It’s an agonising choice before a trip • risking the duty free shop to find the exact lip colour you like in order to make a saving on your expensive Chanel, Dior, or YSL lipstick, or playing safe and heading to your favourite department store to be sure to get exactly what you want, but lose out on a bargain.
There is no easy answer, but these days, you can play your cards right if you do a bit of planning. Many airport websites now give you direct telephone numbers of their stores so you can ring up to find out if the lip shades and brands you like will be in store on the day you travel.
And, of course, you can get the prices too; handy if you want to make sure you are going to make a big enough saving to make it worth your while.
The other positive is that colour cosmetics is a boom area within beauty and that means more duty free shops are expanding in the segment. Lipsticks, lip glosses and make up are growing at a faster rate than some other beauty categories which means that more brands and more lines and shades are making their way into airport and ferry outlets.
For example, at the high end Tom Ford now has his highly coveted Private Blend Lip Colour Collection of just 12 colours available at a few select locations around the world including London Heathrow (where each stick costs £29.75 at World Duty Free compared with £35 in the domestic market) and Dubai International Airport. Another brand that takes lips seriously, but for a lot less dosh, is Los Angeles studio cosmetics house Smashbox. It has been expanding fast in duty free and its creations extend to lip primers and plumpers, glosses and double-ended pencils to first fill in and then finish. Prices can also be very good value when buying in sets: its Softbox Collection of six glosses is just $29.
Classic brands have also been investing in updating their formulas and image. Among the best revamps is Wanted Rouge from Helena Rubinstein whose modern one-click mechanism is built into a tube designed to look like it has ribbon-ties. It is a perfect blend of modernity with classicism, the ribbon ties evoking the design elements of the Wanted fragrance from the same house. Estée Lauder meanwhile relaunched its Pure Colour franchise in March 2011 with a line up of 28 shades from Creative Makeup Director Tom Pecheux, 15 of which are described as ‘intensely pigmented’.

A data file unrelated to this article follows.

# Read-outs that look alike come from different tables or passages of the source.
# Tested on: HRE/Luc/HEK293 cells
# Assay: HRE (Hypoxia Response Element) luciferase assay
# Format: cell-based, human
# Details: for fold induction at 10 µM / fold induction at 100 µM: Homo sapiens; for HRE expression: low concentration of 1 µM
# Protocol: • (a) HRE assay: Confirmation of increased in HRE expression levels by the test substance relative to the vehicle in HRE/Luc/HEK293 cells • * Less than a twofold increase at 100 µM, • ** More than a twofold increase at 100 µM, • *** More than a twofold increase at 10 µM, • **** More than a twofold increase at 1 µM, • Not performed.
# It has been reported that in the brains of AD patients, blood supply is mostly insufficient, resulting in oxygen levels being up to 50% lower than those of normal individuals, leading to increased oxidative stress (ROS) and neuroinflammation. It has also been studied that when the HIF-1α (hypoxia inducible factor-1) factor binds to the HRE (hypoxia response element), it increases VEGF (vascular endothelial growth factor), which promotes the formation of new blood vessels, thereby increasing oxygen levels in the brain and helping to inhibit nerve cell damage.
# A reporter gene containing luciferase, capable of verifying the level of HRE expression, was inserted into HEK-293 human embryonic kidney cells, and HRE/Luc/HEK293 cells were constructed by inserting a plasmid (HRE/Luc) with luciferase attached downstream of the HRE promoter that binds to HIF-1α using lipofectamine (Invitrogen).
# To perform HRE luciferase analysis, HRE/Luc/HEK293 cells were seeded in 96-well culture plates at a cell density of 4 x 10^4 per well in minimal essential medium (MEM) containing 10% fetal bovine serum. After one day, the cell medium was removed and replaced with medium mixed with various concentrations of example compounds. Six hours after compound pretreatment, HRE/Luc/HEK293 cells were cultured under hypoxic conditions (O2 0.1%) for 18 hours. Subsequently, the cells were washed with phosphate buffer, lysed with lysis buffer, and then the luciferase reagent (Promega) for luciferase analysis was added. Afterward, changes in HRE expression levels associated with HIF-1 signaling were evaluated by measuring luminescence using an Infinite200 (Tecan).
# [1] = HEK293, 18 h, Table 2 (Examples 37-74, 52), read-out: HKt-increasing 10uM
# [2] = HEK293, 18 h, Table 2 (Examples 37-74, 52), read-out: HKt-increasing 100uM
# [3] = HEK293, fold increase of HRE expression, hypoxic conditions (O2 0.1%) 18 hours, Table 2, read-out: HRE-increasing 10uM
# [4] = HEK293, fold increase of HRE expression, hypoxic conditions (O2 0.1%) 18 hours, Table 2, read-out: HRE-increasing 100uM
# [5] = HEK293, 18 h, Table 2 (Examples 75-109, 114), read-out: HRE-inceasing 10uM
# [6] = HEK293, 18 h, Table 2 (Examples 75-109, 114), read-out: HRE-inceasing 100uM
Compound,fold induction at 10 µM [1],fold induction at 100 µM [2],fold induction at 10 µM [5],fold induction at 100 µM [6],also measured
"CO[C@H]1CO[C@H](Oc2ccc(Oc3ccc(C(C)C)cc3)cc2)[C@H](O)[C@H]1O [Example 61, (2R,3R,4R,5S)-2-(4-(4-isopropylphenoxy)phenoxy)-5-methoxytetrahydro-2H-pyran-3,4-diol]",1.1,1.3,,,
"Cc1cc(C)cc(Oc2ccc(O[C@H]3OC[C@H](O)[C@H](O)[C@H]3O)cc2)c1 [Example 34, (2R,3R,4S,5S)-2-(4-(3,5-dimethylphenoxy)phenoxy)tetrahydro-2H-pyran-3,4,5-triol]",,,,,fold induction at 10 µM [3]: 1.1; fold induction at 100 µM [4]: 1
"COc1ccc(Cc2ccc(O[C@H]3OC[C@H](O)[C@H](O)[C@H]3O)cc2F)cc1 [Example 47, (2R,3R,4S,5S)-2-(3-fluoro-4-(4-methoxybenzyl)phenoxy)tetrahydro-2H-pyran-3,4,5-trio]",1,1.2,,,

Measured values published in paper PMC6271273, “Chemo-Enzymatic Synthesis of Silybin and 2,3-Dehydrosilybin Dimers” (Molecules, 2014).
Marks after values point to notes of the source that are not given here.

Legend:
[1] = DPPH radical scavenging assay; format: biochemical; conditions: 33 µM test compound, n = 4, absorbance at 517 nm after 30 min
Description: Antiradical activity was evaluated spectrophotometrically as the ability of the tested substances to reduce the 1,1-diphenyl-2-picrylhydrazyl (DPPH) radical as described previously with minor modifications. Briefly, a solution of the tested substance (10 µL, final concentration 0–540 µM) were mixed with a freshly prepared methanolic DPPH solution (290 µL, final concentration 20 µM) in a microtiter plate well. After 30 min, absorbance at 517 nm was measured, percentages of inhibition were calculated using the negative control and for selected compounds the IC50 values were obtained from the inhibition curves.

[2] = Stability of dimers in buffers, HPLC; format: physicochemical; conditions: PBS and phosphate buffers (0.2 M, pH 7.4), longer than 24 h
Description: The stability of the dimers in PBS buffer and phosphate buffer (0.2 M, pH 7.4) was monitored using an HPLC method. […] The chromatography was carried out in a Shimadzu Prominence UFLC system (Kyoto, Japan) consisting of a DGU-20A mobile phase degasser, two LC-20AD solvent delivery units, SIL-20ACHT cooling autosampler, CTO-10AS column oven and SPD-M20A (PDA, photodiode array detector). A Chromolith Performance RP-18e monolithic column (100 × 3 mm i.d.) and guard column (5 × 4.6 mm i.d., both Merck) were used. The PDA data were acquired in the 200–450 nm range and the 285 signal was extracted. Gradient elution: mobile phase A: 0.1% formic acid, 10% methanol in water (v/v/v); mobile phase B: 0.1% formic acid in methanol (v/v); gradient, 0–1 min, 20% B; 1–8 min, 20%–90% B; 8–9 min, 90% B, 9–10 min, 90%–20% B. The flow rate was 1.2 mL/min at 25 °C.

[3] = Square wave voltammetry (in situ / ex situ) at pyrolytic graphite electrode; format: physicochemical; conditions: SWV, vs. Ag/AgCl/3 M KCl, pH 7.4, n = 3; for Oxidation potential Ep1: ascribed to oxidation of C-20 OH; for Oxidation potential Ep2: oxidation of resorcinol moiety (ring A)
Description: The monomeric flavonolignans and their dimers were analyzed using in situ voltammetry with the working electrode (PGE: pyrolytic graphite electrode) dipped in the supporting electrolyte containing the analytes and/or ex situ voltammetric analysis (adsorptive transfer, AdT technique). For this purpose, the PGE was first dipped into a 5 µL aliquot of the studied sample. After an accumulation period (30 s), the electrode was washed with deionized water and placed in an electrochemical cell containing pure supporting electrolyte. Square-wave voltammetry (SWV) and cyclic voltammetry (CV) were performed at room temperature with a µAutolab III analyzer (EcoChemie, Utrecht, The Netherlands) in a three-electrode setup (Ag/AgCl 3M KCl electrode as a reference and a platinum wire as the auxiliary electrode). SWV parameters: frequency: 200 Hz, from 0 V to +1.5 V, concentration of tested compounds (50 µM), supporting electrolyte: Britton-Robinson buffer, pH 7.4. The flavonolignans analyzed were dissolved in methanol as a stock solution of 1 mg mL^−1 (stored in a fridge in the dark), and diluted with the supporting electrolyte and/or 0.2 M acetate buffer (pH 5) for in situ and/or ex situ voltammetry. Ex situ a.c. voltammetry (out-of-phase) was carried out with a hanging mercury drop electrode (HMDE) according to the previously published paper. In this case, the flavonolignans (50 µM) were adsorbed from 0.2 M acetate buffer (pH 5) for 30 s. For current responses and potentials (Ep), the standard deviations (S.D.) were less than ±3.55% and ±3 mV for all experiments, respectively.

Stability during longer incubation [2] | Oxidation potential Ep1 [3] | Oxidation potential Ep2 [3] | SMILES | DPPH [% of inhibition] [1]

And Lancôme has been doing its homework on women’s lips around the world. Before launching its latest line called L’Absolu Nu in 12 shades, it claims to have determined an ethnicity-specific Lip Beauty Index based on a study of preferences of more than 3,000 women from four ethnicities (Caucasian, Asian, Afro-American and Hispanic).
Meanwhile brands such as MAC have increasingly been opening larger and larger airport locations • some standalone • where in-store theatre and makeovers are guaranteed to get you to buy more than just the lipstick you nipped in for. MAC has always been super creative in the colour stories it invents throughout the year and it showcases them extremely well, so be prepared to be tempted by matching cheek colour or eye highlights to complement your favourite lip shades • or opt for a totally new look perhaps.
Then there are more country specific brands: if you are shopping in an airport in a German-speaking market look out for Artdeco which has a very wide range that includes lip liners and correctors. And if you are passing through Italian airports Collistar too is a brand to try. Both of them are mid-priced but even less expensive lip pampering can be had from brands such as Bourjois and Revlon.
Red may still be the lip colour of choice for most women, but make-up colour stories are now so daring that almost any hue is a possibility these days • and consumers are less bashful in trying them. That also applies to lip glosses. Once they were just about putting a bit of shine and lustre on lips, but now they can also add sparkle, glitter, pearlescent or lacquer finishes, or extra plump and pout, thanks to the latest formulations and fashions.
A last word of advice: lipstick ingredients are also becoming more advanced and many brands are now marketing their lip products as ‘skincare for lips’ because they include such ingredients as SPFs, collagen, vitamins, moisturisers and a slew of anti-aging complexes. Weigh up the real necessity of such extras in relation to the cost, before you buy • wrinkle-free lips are a nice idea, but depending on the shade you are wearing, and the gloss overlay, who is really going to notice?